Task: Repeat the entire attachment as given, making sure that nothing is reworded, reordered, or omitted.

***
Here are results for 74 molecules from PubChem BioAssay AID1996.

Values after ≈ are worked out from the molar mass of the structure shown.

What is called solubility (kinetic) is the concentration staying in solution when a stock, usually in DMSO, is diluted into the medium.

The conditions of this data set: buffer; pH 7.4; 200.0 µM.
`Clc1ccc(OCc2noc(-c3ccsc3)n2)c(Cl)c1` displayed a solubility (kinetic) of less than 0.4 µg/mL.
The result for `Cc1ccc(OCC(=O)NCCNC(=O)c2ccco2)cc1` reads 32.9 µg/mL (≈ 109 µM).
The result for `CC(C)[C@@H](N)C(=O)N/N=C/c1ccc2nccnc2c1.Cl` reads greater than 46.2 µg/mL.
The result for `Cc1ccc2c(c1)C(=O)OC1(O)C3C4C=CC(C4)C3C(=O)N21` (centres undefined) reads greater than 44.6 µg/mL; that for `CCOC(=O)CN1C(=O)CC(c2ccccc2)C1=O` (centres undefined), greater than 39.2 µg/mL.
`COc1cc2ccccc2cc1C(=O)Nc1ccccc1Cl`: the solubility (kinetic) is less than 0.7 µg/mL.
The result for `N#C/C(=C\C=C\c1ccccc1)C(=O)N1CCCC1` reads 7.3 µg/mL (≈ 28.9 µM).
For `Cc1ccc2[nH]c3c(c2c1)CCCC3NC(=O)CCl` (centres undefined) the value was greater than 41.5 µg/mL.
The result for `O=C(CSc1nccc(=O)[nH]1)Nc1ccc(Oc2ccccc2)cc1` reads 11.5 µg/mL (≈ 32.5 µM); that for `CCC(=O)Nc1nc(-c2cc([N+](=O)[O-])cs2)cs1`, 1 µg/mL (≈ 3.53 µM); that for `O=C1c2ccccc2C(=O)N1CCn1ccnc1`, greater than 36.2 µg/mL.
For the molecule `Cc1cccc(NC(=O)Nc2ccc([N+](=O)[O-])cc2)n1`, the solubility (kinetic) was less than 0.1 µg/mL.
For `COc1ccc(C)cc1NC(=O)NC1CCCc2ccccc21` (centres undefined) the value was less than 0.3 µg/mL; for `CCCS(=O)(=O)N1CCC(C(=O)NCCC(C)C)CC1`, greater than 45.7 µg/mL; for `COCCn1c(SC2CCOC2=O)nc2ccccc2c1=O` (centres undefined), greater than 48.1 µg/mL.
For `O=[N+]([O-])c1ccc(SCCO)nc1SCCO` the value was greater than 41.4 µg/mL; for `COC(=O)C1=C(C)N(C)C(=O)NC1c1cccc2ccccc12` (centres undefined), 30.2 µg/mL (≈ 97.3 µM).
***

Here are results for 74 molecules from PubChem BioAssay AID1996.

Values after ≈ are worked out from the molar mass of the structure shown.

What is called solubility (kinetic) is the concentration staying in solution when a stock, usually in DMSO, is diluted into the medium.

The conditions of this data set: buffer; pH 7.4; 200.0 µM.
`Clc1ccc(OCc2noc(-c3ccsc3)n2)c(Cl)c1` displayed a solubility (kinetic) of less than 0.4 µg/mL.
The result for `Cc1ccc(OCC(=O)NCCNC(=O)c2ccco2)cc1` reads 32.9 µg/mL (≈ 109 µM).
The result for `CC(C)[C@@H](N)C(=O)N/N=C/c1ccc2nccnc2c1.Cl` reads greater than 46.2 µg/mL.
The result for `Cc1ccc2c(c1)C(=O)OC1(O)C3C4C=CC(C4)C3C(=O)N21` (centres undefined) reads greater than 44.6 µg/mL; that for `CCOC(=O)CN1C(=O)CC(c2ccccc2)C1=O` (centres undefined), greater than 39.2 µg/mL.
`COc1cc2ccccc2cc1C(=O)Nc1ccccc1Cl`: the solubility (kinetic) is less than 0.7 µg/mL.
The result for `N#C/C(=C\C=C\c1ccccc1)C(=O)N1CCCC1` reads 7.3 µg/mL (≈ 28.9 µM).
For `Cc1ccc2[nH]c3c(c2c1)CCCC3NC(=O)CCl` (centres undefined) the value was greater than 41.5 µg/mL.
The result for `O=C(CSc1nccc(=O)[nH]1)Nc1ccc(Oc2ccccc2)cc1` reads 11.5 µg/mL (≈ 32.5 µM); that for `CCC(=O)Nc1nc(-c2cc([N+](=O)[O-])cs2)cs1`, 1 µg/mL (≈ 3.53 µM); that for `O=C1c2ccccc2C(=O)N1CCn1ccnc1`, greater than 36.2 µg/mL.
For the molecule `Cc1cccc(NC(=O)Nc2ccc([N+](=O)[O-])cc2)n1`, the solubility (kinetic) was less than 0.1 µg/mL.
For `COc1ccc(C)cc1NC(=O)NC1CCCc2ccccc21` (centres undefined) the value was less than 0.3 µg/mL; for `CCCS(=O)(=O)N1CCC(C(=O)NCCC(C)C)CC1`, greater than 45.7 µg/mL; for `COCCn1c(SC2CCOC2=O)nc2ccccc2c1=O` (centres undefined), greater than 48.1 µg/mL.
For `O=[N+]([O-])c1ccc(SCCO)nc1SCCO` the value was greater than 41.4 µg/mL; for `COC(=O)C1=C(C)N(C)C(=O)NC1c1cccc2ccccc12` (centres undefined), 30.2 µg/mL (≈ 97.3 µM).